Leeds United: Warnock expects the good times to return

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Neil Warnock predicted that Leeds United would be “back in the big time” within two years as he admitted defeat in his own attempt to guide the club into the Premier League.

Warnock spoke out in support of United’s Dubai-based owner GFH Capital as a heavy FA Cup loss at Manchester City prompted the 64-year-old to admit that his time at Elland Road was almost at an end.

GFH Capital has been in charge of United for a little over eight weeks following its buy-out of chairman Ken Bates but the private equity firm is already facing a critical spell of ownership with Warnock conceding that Leeds are now in the market for a new manager.

United’s owner has contended with fierce scrutiny of its financial strength and long-term plans, and recent investment offers have prompted speculation that the company is already considering selling a majority stake in Leeds. The firm has denied those claims.

Promotion, meanwhile, appears to have escaped Leeds for another season but Warnock, whose continuing employment was a confirmed part of GFH Capital’s deal when its takeover went through on December 21, said: “In fairness to the new owners, they’ve said all along to me that they couldn’t do it quickly.

“They wanted to do it the right way, have a look and then decide what they were going to do investment-wise.

“There’s gossip and rumours everywhere about them but if it’s done in the correct way, in two years it’ll be a fabulous club. I don’t think they’ll have long to wait.

“It’s a great club and in the next couple of years I’m sure they’ll be back in the big time. They’ll make some noise.”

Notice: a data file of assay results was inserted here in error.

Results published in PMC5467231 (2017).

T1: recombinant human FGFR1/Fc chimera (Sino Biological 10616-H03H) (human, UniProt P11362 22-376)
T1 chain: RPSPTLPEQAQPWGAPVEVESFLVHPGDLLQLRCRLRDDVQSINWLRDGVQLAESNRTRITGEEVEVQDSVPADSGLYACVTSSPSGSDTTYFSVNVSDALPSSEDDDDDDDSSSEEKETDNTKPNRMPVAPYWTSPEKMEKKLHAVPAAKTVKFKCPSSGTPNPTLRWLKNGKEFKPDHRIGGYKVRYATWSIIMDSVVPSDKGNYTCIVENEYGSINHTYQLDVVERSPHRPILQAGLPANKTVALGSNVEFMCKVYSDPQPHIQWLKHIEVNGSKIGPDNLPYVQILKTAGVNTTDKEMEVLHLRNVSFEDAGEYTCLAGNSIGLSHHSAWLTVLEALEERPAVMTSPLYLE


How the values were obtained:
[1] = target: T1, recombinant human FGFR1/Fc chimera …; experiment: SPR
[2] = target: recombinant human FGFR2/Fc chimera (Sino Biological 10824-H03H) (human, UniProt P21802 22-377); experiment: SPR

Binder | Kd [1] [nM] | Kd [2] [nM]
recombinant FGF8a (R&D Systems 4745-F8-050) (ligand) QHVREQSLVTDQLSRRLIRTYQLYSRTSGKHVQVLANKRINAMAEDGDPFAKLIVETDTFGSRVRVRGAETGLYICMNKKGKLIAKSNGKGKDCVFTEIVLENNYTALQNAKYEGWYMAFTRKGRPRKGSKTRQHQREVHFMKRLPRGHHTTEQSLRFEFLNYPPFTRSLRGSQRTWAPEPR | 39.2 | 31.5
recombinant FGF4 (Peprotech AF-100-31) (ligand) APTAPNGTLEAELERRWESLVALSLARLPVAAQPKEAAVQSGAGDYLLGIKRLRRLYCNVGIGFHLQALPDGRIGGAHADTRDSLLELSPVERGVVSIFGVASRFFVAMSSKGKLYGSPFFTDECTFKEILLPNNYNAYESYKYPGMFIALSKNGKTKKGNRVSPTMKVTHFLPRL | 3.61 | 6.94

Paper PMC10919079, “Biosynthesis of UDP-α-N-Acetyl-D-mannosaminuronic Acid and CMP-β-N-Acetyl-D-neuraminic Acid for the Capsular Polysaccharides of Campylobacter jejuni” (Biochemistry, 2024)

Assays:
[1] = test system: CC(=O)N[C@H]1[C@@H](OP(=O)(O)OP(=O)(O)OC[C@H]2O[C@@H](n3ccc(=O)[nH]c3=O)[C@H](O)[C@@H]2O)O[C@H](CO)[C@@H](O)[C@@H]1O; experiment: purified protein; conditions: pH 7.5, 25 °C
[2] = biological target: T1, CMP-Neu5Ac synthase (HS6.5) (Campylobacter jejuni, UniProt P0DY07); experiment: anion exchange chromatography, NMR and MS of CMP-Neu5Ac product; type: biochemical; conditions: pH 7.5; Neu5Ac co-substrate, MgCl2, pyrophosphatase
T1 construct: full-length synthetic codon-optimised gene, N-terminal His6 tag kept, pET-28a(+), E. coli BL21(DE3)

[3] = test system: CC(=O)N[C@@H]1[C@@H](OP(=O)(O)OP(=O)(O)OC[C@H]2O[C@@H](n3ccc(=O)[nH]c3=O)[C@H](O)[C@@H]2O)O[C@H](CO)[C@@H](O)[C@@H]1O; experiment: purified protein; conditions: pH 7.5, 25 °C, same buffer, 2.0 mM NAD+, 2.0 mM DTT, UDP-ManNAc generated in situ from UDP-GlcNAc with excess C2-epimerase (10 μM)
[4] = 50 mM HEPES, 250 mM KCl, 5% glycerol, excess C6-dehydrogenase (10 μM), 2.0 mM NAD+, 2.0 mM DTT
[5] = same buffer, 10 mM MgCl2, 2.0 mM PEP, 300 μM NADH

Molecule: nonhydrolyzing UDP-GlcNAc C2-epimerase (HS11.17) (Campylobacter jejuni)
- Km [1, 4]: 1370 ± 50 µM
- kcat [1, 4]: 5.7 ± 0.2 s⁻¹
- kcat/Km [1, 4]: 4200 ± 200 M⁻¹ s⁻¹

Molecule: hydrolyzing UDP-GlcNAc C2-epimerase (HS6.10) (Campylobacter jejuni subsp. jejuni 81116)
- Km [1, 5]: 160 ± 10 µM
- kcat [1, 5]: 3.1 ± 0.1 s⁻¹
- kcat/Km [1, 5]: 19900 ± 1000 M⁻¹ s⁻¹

Warnock, however, took a swipe at comments from United director Salem Patel claiming Leeds would look for a younger manager than him, saying: “That rules (Sir Alex) Ferguson out, doesn’t it? He won’t be coming over the Pennines.”

But Warnock refused to be critical of United’s supporters, despite suffering sustained abuse from a following of 6,100 during a 4-0 loss at the Etihad Stadium.

“I’m afraid I’m going to have to get used to that,” he said. “Nobody wants that and I don’t think I deserve that. Not after the year I’ve had here.

“But they’re so desperate to get back in the big time and when they see the opportunity gradually failing, the manager’s got to be the scapegoat.

“He’s the focal point because There’s nobody else at the club.

“They were fantastic, like they are for every away game. Our fans could be top six in the Premier League.

“But I came here at a difficult time and with what’s gone on behind the scenes, I think I deserve a medal.”

United’s fifth-round tie against the Premier League champions City was no contest, with City killing the game through a fifth-minute strike from Yaya Toure and a Sergio Aguero penalty on 15 minutes, awarded by referee Mark Clattenburg for a minor pull of Aguero’s shirt by Tom Lees.

“Tom was distraught and I think Mark will be disappointed when he sees it,” Warnock said. “It’s not a foul.

“But all credit to the lads. Two-nil down against a team like that with the quality they’ve got – it would be quite easy to throw the towel in.

“You’ve got to show your mettle and we didn’t fold.

“They were just too good for us. Those two early goals killed the game.”

Ivan Bravo with Leeds co-owner Andrea Radrizzani, back row second from the right

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